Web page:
Posted in Days Out, Travel

Tintagel a Wild Walk Through Arthurian Legend

Tintagel, on the north coast of Cornwall, is a village steeped in Arthurian Legend, or in other words is alleged to be the former home of King Arthur. Now run by English Heritage, you can visit the site, enjoy the coast, and learn what part Cornwall may have played in this historical tale.

A day out to...

We headed out to visit on a lovely sunny day recently, so I thought I’d share the day with you, here on the blog!

Tintagel, Cornwall

Tintagel is quite a small village, located on the north coast of Cornwall. In some places parking can be touch and go; though there are several car parks, the one nearest the castle is usually full quite quickly. The car parks are privately owned, and you are charged hourly. On the other hand there are a nice amount of pubs, restaurants, shops and cafes, so if you have extra time, there is more to do in the area!

To get to the castle, head towards the sea, you can’t really miss it!

Located on the cliffs overlooking the sea, it’s not great for those with mobility issues, and there is a lot of walking. However there is the option of getting a lift down to the entrance, or back up the hill, for a small fee.

Tintagel Castle

The castle, now rests in ruin, though the foundations remain. You can take a walk through the site, located on the cliffs above beautiful seascapes, and learn as you go… Explore foundations of historic medieval homes, and the castle itself. Learn about Richard, Earl of Cornwall, and his creation, a clifftop castle.

Tintagel castle ruins, archway which you can see the horizon and sea through, as well as a winding path with wildflowers

There are display boards throughout the site, which keep you informed of where you stand, whether it is the great hall, or the chapel! You can read stories of the history of Tintagel castle, surrounded by beautiful wildflowers and wild seas! (Or in our case, glorious sunshine).

In its original state, Tintagel was a medieval stronghold. Quite possibly, this is what inspired British cleric and chronicler Geoffrey of Monmouth; to name it as the place where King Arthur was conceived. At the very least, it is likely that Geoffrey of Monmouth inspired Richard, Earl of Cornwall, to build his cliff-top castle here in the 13th Century.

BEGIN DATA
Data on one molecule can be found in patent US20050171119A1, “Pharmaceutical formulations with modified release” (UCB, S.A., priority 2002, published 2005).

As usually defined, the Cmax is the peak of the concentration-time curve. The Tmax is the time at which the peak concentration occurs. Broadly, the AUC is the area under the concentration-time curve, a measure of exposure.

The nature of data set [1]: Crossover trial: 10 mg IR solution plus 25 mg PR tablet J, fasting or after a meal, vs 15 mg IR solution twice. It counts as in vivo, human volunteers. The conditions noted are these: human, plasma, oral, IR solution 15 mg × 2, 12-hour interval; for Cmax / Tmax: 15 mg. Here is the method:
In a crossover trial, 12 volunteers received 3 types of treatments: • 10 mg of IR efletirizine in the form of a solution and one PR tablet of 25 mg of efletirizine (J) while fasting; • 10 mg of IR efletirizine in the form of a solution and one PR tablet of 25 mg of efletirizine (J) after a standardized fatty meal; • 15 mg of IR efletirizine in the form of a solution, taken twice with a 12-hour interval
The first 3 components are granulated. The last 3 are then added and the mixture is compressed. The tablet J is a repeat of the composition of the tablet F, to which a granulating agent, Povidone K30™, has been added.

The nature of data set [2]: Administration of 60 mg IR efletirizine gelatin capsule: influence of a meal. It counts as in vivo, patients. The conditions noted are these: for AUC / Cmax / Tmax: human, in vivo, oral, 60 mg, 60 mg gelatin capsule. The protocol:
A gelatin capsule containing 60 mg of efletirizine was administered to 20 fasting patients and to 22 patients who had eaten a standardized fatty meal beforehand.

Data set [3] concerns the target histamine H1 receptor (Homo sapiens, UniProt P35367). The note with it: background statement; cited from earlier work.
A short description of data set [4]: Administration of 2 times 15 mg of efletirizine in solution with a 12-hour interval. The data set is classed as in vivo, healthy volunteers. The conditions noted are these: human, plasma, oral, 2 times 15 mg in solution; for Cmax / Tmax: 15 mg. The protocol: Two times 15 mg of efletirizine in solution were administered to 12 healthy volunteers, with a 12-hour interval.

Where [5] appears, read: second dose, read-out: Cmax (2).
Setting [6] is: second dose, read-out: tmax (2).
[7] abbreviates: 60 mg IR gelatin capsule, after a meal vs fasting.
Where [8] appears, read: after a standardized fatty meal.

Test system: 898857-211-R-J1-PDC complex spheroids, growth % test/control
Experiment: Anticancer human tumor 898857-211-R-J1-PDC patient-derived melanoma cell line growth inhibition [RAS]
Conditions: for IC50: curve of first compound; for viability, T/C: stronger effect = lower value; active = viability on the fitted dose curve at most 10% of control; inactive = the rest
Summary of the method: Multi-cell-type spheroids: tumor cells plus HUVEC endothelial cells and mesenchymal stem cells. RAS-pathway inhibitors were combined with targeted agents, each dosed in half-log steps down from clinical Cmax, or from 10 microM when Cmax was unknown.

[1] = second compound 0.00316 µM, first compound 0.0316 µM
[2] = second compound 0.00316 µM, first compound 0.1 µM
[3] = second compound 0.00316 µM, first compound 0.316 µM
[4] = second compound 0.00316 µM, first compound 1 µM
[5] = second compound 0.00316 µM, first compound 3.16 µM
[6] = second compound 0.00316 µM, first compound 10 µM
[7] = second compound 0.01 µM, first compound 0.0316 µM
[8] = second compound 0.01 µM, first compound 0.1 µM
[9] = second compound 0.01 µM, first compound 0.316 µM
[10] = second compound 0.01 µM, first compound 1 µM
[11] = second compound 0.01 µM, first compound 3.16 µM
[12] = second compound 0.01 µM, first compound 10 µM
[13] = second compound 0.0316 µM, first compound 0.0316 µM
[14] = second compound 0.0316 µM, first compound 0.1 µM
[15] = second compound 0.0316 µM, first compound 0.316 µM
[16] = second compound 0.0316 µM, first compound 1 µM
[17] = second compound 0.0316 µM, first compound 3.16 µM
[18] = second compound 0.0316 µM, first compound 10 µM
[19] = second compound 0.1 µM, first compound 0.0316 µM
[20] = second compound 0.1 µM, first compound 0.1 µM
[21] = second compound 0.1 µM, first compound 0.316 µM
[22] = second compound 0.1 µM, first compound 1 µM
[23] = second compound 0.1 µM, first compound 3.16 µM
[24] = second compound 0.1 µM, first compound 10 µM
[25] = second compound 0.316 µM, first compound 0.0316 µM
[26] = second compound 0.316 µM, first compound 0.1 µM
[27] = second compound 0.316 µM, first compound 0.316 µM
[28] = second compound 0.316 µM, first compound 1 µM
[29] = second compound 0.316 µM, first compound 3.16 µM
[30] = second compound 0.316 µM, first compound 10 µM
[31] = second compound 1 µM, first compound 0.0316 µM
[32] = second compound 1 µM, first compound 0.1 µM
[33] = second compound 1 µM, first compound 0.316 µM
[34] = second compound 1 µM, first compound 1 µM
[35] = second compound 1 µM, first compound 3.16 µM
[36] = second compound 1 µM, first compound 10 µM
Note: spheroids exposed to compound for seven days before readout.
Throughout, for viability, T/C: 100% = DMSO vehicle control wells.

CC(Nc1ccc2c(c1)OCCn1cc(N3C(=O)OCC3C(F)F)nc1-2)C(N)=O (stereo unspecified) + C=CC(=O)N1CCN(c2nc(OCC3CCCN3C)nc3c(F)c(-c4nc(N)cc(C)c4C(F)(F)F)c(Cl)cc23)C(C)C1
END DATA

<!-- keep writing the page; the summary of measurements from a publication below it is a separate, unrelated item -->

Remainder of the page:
The New Bridge

You enter as those historic people would have, crossing the footbridge onto the clifftop island. The “new bridge” is a cantilever footbridge, which opened in August 2019. The steel, oak and Cornish slate bridge now spans the 190 foot gorge separating the two halves of the castle, replacing the crossing that vanished in the 15th or 16th century.

The bridge itself is amazing to look at, from several angles! It’s not as scary as it looks, honest! At the moment, there is a one way system through the site, so it’s not crowded, and everyone gets to see everything.

Wild Beauty

The coastal beauty is worth the trip alone! We weren’t lucky enough to spot any seals, though sometimes you can! There is so much to see, birds and wildlife have taken over in the most beautiful way, and you can spot all kinds of things as you explore. If that isn’t enough, there are also (somewhat controversial; I’m not going there!) artworks and more around the site, such as the magnificent Gallos (meaning ‘power’ in Cornish) – a life-sized bronze sculpture inspired by the legend of King Arthur and the regal history of Tintagel. 

Statue of King Arthur found on the cliffs at Tintagel

We even headed down to the beach to spot the Merlin carving, and honestly, from the press coverage you would think it’s enormous, so just for a little perspective, here it is!

The Face of Merlin (Kay) pointing the carving of Merlins face out on the cliffside
Shoutout to KelZo Jewellery for these FAB handmade rainbow drop earrings! I love them!

After a LOT of walking, and exploring, and generally enjoying such a nice sunny day. We visited the shop and museum exhibition, which was quite interesting too! We also got an ice cream, because it was so hot. Taking a few minutes to sit down (lots of outside seating in the on-site café at the bottom of the steps)!

We then headed back up the hill, and stopped for a (lovely) cream tea in a nearby café; which I heartily recommend! Before hopping back in the car and heading out. We were there for four hours, (so we were glad we opted for the extra hour in the car park!) And could easily have stayed a little longer. It was a fab day out!

For more great Cornwall days out ideas, check out my National Trust list.

Have you visited any interesting sites in Cornwall, or even where you live? Share with me in the comments, or of course you can drop me a link or a message on socials (you can find all that info at the bottom of the page).

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